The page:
tors of person characteristics in a different analysis. If we want to predict the slopes on the basis of person characteristics, a better strategy would be to include these as person-level predictors in the analysis. In addition to the item characteristics, we have the person-level variable "age." Because there are four slopes that vary across persons, we can use the respondents' age to predict these four slopes. Age is entered into the analysis centered on its grand mean; the model is presented in Equation (6) :

r. = y^+y2s2U+y^.+y4s4S+y5mu.+y6m2ij +r1MJij+7sM4U+y9M5ij+7|0m6.. (6) +YuSUjAge. + y2lS2VAge. + Y^.Age. +ynS^Age. + u,, + u2j + uy + u4j + ey..

The estimates are presented in Table 19.1 next to the estimates of the previous model. The effects of age are not the same on all slopes. Sensitivity to reasons coming from the respondent herself and her husband increases with age, and sensitivity to reasons coming from the doctor or the media decreases with age.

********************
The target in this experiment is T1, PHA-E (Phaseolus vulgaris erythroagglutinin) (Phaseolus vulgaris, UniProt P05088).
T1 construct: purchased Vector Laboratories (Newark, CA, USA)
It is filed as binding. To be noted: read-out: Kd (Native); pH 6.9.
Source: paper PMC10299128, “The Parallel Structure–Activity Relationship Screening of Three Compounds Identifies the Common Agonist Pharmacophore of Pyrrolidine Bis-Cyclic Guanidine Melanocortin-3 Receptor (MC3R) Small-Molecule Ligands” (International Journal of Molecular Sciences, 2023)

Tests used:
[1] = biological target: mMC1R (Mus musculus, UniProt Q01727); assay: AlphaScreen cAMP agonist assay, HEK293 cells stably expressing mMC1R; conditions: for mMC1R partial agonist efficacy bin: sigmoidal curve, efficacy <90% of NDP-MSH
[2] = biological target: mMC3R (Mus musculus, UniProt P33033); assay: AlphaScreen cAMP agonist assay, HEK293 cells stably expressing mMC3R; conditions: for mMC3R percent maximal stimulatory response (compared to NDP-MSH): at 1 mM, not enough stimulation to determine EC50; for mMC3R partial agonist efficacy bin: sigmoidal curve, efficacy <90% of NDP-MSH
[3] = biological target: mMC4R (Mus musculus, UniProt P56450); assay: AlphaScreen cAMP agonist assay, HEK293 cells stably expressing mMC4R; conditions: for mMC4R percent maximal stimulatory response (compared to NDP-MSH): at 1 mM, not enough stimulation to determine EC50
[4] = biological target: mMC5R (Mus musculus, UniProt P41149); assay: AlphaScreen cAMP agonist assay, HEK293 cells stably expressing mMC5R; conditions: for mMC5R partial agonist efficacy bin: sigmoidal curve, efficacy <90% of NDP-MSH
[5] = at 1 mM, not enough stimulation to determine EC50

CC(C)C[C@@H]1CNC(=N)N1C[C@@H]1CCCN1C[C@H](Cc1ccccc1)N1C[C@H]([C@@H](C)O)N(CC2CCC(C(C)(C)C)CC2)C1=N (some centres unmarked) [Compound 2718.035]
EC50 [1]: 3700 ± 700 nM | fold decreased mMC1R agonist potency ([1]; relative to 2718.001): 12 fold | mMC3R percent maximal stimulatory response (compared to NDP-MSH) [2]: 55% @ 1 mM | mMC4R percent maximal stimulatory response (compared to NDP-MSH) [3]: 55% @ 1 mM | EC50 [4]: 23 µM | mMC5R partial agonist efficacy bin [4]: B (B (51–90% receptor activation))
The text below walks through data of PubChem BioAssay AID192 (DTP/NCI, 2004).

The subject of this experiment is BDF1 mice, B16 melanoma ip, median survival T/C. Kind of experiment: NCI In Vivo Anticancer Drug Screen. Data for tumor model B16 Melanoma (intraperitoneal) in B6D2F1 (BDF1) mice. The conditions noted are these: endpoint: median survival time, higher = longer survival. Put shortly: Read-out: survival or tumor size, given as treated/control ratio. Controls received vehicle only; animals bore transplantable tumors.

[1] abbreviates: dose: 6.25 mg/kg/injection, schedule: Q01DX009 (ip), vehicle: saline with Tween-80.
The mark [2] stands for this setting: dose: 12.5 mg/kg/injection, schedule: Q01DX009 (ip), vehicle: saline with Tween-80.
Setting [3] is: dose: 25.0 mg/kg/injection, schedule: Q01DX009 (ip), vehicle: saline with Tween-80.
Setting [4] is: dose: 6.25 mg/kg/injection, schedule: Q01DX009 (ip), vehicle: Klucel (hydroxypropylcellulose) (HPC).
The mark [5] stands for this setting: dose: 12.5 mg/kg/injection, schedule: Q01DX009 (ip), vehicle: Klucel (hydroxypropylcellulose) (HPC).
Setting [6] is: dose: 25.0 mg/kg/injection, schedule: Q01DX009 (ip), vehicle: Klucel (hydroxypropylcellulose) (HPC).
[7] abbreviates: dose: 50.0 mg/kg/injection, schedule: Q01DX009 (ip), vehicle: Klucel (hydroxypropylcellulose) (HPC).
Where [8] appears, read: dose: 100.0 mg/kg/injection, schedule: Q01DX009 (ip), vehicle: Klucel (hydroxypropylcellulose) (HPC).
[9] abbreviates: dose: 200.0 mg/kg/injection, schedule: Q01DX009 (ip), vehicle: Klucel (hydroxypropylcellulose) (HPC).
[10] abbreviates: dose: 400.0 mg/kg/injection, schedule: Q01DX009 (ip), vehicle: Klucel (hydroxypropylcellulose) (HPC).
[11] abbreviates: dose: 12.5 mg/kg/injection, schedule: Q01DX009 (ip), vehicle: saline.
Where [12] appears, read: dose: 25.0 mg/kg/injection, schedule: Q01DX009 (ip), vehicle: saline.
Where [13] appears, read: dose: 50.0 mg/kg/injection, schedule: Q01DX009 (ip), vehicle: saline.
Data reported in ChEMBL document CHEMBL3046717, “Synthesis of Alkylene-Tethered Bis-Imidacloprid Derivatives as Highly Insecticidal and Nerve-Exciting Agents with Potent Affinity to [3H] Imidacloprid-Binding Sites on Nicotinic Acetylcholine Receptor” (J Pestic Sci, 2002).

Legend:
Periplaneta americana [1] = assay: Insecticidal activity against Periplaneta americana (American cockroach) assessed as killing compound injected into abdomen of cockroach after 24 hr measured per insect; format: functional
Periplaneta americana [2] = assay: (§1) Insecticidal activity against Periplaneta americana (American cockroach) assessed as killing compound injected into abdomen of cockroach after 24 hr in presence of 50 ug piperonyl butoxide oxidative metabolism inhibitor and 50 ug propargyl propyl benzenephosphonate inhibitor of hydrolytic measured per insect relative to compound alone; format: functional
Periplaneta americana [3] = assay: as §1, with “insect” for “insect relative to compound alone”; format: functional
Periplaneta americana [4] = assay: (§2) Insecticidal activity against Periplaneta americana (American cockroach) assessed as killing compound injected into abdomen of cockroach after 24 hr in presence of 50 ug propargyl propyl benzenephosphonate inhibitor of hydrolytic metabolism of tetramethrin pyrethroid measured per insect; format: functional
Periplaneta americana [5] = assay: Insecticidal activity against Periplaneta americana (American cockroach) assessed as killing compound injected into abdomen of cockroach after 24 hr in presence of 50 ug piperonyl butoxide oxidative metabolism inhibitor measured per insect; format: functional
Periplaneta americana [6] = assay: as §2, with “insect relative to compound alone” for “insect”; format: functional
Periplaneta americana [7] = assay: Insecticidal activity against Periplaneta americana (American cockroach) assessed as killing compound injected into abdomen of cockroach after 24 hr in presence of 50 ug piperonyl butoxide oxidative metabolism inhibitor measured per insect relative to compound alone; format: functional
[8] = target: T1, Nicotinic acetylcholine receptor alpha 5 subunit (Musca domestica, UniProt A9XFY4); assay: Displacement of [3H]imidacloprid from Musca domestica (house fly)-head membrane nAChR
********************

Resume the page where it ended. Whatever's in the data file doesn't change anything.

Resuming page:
In the example given, the facets are characteristics of the questions, which is how facet design is commonly used. However, the facet approach is very general and can be extended, for instance, by expanding the person facet, denoted by [X] in Figure 19.1, to include explicit definitions of important respondent characteristics. In addition, it is also possible to extend the response range by defining facets and elements for the responses. This is useful if there are multivariate outcomes or if the response range is assessed by multiple persons such as independent raters. Analyzing facet data with multiple responses requires a multilevel model for multivariate outcomes, which is set up using a separate level for the multiple 130 outcome variables (Hox, 2002). The multilevel model used is similar to the model used for contextual measurement, a subject taken up in the next section.

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